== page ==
Vitamin D3 is the natural form of vitamin D, and vitamin D2 is the synthetic form of vitamin D. Both of these must be converted into a more active form once they are in the body, but vitamin D3 converts much quicker than vitamin D2. Vitamin D2 also has a shorter shelf-life, and this is the most common form of vitamin D that you’ll get from a prescription. 
- fish liver oils – specifically cod liver
- salmon, herring, sardines, tuna
- egg yolk
- bone meal
- organ meats
- bee pollen
- red raspberry
How Much Vitamin D Do We Need
Seeing as how you can’t get enough vitamin D from foods to even reach the minimum recommended amount to prevent rickets (bone deformities), supplements and safe sun exposure are your best bets.
Like I said before, I’m not a big fan of supplements. However, if I lived somewhere that I couldn’t get a lot of good quality sunlight (like during the winter months), I’d go for supplements… specifically a natural supplement like cod liver oil or this vitamin d3 capsule or spray from Garden of Life (my favorite supplement company).
As far as a recommended amount, 400 IU (international units) is the amount recommended to prevent rickets, but many experts believe we need much more than that. Some even estimate that we need 5,000 IU a day in order to have our vitamin D levels be in the therapeutic range. How much you or your child needs can really only be determined by blood tests, and again this will change depending on where you live and the time of the year it is. During some times of the year, we may need that much, and during other times we may need less… or more.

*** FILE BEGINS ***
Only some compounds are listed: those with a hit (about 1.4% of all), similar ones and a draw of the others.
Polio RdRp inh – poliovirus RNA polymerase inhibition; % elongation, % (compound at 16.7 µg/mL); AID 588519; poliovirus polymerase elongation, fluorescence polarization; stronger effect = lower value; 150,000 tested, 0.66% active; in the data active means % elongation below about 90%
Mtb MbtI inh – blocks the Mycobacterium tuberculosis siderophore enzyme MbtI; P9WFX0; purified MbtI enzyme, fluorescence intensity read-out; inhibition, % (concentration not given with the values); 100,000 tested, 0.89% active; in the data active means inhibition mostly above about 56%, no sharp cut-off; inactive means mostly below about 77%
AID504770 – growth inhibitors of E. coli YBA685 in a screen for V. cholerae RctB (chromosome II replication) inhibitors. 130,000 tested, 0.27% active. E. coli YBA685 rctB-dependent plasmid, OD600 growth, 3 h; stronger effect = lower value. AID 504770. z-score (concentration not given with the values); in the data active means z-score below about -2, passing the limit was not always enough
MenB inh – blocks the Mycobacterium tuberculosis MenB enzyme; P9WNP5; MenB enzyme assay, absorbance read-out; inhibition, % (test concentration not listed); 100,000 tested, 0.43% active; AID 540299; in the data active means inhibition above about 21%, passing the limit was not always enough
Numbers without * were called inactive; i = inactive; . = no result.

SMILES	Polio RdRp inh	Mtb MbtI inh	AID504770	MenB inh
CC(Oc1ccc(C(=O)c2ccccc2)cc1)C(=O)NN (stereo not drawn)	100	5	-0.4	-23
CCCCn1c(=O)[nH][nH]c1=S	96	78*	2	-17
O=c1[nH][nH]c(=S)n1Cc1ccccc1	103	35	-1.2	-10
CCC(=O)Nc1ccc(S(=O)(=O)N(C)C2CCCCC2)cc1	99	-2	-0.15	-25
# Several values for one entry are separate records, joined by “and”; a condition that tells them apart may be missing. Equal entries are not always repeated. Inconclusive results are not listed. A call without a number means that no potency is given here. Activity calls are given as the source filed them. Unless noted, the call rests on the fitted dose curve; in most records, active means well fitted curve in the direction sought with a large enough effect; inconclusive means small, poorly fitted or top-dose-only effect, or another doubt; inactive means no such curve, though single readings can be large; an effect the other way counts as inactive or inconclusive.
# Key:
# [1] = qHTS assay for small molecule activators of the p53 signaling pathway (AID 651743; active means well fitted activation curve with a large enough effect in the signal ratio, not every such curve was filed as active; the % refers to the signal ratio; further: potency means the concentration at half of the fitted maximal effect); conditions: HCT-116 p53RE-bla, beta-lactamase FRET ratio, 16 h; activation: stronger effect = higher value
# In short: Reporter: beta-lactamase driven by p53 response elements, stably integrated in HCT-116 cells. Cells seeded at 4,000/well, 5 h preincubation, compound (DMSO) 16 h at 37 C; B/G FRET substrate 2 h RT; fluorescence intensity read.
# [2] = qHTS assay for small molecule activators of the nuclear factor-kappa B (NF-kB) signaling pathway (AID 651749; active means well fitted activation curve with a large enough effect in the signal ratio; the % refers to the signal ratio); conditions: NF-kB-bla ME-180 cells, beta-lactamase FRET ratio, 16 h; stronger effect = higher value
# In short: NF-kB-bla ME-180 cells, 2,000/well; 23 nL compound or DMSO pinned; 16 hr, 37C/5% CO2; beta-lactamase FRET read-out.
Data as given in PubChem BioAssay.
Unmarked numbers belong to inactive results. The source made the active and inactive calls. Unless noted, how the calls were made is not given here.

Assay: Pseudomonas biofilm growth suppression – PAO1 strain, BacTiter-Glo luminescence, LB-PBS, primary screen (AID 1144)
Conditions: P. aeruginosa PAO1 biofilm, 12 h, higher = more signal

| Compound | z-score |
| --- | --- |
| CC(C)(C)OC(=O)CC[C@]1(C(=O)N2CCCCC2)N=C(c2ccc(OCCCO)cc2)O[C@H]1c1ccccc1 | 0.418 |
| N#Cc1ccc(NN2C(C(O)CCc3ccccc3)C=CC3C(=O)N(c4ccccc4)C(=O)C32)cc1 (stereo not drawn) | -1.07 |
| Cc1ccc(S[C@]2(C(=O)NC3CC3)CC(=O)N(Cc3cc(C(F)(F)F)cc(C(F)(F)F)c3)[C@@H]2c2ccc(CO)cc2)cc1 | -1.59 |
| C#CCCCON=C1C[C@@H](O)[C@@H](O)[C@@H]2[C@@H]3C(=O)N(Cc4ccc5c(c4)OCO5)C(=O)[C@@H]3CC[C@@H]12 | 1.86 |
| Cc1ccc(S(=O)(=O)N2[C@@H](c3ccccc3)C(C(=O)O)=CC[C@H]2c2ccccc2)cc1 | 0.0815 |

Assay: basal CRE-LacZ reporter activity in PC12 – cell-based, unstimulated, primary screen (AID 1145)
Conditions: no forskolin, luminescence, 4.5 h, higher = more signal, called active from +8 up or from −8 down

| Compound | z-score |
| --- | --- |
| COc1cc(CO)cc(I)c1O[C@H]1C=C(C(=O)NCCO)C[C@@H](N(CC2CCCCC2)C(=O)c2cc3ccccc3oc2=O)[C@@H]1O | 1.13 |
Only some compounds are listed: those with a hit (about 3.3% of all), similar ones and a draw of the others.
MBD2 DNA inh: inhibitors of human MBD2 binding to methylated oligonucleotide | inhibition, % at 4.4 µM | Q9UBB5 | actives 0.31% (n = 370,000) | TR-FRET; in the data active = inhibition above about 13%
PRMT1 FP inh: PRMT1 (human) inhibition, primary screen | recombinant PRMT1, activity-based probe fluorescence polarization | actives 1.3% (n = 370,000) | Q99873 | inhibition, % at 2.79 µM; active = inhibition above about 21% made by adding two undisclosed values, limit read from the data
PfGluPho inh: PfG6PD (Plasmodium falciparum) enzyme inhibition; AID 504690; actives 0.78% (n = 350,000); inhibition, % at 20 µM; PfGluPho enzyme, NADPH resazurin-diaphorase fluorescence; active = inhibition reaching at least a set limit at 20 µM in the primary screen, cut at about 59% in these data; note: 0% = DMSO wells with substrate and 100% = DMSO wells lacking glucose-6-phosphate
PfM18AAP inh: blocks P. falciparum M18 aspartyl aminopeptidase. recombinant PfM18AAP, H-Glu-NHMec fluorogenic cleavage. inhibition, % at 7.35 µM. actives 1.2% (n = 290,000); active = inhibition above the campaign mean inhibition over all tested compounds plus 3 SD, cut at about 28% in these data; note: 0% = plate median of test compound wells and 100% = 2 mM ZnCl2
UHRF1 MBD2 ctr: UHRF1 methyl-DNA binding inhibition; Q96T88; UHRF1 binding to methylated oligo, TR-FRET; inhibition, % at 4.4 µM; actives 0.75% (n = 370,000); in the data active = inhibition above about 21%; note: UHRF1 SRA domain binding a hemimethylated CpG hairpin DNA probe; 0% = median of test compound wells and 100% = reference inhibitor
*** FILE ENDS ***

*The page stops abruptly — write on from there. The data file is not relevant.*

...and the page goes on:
I love this quote from an article by Food Matters…
“As a general rule, older people need more Vitamin D than younger people, large people need more that small people, fat people need more than skinny people, northern people need more than southern people, dark-skinned people need more than fair skinned people, winter people need more than summer people, sun-phobes need more than sun worshipers, and ill people may need more than well people.” 
This really only matters, again, if you’re using supplements. If you’re getting your vitamin D from the sun… the body is smart. Once your skin has produced enough vitamin D, it stops. How great is that! You don’t have to worry about over doing it. Supplements on the other hand…. eh-yeah… some say you can overdose on vitamin D and get toxic on it. Toxic levels of vitamin D are said to be 30,000 IU daily for infants, 50,000 IU daily for children, and 100,000 daily for adults when taken for extended amounts of time. 
So What Does All This Mean?
To break it down and put it plainly… stop being afraid of the sun. Get out in it, unprotected, a little at a time, building up your exposure levels. Do this every day if possible.
If you don’t get enough vitamin D through the sun, eat as many foods that contain vitamin D or supplement with things like fermented cod liver oil in order to get what you need.
If that supplement isn’t an option, find a vitamin D3 supplement to use over a vitamin D2 one, and have your blood tested regularly to make sure you’re getting what you need.
How do you go about getting enough vitamin D for yourself and your children?
REFERENCES:1 – http://foodmatters.tv/articles-1/the-truth-about-vitamin-d 2 – http://articles.mercola.com/sites/articles/archive/2009/10/10/vitamin-d-experts-reveal-the-truth.aspx 3 – http://foodmatters.tv/articles-1/vitamin-d-myths-and-facts 4 – The How To Herb Book